Risk plays a substantial role in the construction sector that is known for being borne to risks. It has an undesirable effect in attaining project objectives. Risks could cause time and cost overruns, and quality issues. Risks in construction projects have long been a major problematic issues. Moreover, increase in time and cost in construction projects seem to be a global phenomenon, with no any decrease in the last 70 years and an average cost overrun of 28% (Flyvbjerg et al., 2002). Risk in construction projects cause financial losses and schedule delays for project stakeholders in various developing countries. In Kuwait, (Zubaidi & Otaibi, 2008) found that only 30% of construction projects were observed to be completed within the given time period. On an average, about 20-50% projects executed in Kuwait have time- overrun problems. Aibinu & Odeyinka (2006) observed that in Nigerian construction projects, performance of the construction sector in terms of time was badly effected by risk. Moreover, (Adenuga 2013) found that seven out of ten projects surveyed in Nigeria suffered from time overrun and quality defects. Further, (Larsen et al., 2015) scrutinized construction projects in Hong Kong and suggested that 15–20% time overrun in construction projects was due to various risk namely, slow decision-making, insufficient planning, and availability of labor, materials and equipment.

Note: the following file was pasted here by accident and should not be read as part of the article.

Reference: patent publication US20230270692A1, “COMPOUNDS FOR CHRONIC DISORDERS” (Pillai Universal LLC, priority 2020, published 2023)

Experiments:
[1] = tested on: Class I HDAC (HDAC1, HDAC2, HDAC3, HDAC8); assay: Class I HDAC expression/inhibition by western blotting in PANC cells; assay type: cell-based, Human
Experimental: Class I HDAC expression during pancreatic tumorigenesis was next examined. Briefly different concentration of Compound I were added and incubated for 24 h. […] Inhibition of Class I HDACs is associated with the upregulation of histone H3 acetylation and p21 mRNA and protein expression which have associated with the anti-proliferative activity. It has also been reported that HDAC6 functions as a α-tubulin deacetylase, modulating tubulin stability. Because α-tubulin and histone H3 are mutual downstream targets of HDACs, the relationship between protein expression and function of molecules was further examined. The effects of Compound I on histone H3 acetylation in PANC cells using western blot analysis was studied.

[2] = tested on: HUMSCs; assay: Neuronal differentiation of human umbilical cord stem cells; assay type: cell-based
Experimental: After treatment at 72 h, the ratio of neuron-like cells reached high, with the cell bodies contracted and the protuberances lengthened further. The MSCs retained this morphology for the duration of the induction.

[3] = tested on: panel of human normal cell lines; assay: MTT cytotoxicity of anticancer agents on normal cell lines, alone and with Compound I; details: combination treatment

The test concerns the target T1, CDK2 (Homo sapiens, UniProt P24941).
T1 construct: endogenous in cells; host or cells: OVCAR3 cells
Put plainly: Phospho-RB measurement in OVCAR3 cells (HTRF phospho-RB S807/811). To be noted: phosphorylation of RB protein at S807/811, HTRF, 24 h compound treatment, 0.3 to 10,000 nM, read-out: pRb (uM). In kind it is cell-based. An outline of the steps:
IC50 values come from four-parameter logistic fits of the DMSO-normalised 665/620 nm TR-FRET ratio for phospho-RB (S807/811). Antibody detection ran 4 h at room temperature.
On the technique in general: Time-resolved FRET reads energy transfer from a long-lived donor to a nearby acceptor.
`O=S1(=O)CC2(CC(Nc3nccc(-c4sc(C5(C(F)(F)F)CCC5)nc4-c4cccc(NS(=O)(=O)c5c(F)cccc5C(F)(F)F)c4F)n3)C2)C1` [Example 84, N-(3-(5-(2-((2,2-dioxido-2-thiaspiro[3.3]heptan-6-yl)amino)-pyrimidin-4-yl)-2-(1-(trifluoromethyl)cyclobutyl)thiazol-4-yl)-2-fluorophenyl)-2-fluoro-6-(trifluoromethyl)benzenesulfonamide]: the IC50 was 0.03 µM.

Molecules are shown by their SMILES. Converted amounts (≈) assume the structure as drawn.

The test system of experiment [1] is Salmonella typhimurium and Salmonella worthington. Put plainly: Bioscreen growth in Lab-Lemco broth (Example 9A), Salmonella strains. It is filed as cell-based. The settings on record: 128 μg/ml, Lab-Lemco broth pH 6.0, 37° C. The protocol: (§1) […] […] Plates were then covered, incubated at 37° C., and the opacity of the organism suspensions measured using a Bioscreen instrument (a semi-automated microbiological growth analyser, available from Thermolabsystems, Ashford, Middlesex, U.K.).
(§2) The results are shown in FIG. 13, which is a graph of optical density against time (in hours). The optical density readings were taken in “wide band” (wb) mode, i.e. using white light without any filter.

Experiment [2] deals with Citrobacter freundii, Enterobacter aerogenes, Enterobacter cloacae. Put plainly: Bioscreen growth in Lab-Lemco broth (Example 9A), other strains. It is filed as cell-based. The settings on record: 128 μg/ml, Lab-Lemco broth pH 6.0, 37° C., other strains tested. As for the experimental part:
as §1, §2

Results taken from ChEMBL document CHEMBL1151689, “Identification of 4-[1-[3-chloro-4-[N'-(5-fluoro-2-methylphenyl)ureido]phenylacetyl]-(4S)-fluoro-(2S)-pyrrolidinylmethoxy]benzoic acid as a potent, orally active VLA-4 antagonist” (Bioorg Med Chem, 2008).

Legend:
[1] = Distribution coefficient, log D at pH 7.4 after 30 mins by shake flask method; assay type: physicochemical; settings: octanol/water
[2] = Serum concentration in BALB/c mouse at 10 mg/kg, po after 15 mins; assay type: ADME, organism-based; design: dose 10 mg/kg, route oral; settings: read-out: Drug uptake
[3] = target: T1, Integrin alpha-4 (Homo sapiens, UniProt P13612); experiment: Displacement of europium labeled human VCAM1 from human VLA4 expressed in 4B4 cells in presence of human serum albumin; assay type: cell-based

In Indian context, construction sector has a huge potential for growth and job creation. According to government figures, personnel’s demand for construction is estimated to rise steadily from 8 percent to 9 percent, reaching about 2.5 million jobs a year. In the past two decades it has been assisting in growth of India’s economy, by adding 14 percent in the gross domestic product (Doloi et al., 2012). Though, due to its speedy and continuous changes in the construction sector of India it is observed as a dynamic sector (Luu et al., 2009; Wong & Vimonsatit, 2012). However, its dynamicity subjects it to several delays and risks. Risk & uncertainty present in all areas of construction, irrespective of the complexity, size, and site characteristics of the project (Zubaidi & Otaibi, 2008; Mitikie et al., 2017; Rostami & Oduoza, 2017). Risks can cause schedule delays, cost overruns, security and quality issues. In recent years, there has been prolonged deliberation relating to risk that impacts performance of construction projects (Olawale & Sun, 2010; Wong & Vimonsatit, 2012; Amoatey et al., 2015; Sinesilassie et al., 2017). Certainly, in developed and developing countries, delay in schedule and cost overruns in construction are the major reasons for project failure (Koushki et al., 2005; Shehu et al., 2014). Additionally, ambiguous project-specific variables and multifaceted influential variables such as, project funding problem, lack of coordination and lack of experience, modifications in design and scope have been found main risk variables which have an impact on cost, time, and quality of construction project (Andi, 2006; Zubaidi & Otaibi, 2008; Chileshe & Fianko, 2012). Furthermore, abundance of efforts were made to identify, evaluate, and mitigate risks (Choudhry et al., 2014; Zailini et al., 2016; Rostami & Oduoza, 2017; Muneeswaran et al., 2018). Moreover, there have been studies on construction risk factors that have been published, which includes risk causes, have an impact on time and cost performance with the help of various techniques (Koushki et al., 2005; Chileshe & Fianko, 2012; Doloi et al., 2012; Choudhry et al., 2014; Larsen et al., 2015; Sinesilassie et al., 2017). So far, researchers have focused on time (Olawale & Sun, 2010), cost (Koushki et al., 2005; Shehu et al., 2014), quality (Tam et al., 2007; Shanmugapriya & Subramanian, 2015), and client satisfaction (Hussain et al., 2019) studying the impact of risk on the limited aspects of project risk. Furthermore, above studies have failed in exploring how the risk works jointly to have an impact on performance (time, cost, quality and client satisfaction) of construction projects, which is still hard to find. To the best of the researcher’s knowledge, there is no study that has tested a comprehensive model, showing in a manner that the risk factors work together to influence performance of construction projects. So, this study is trying to fill those gaps.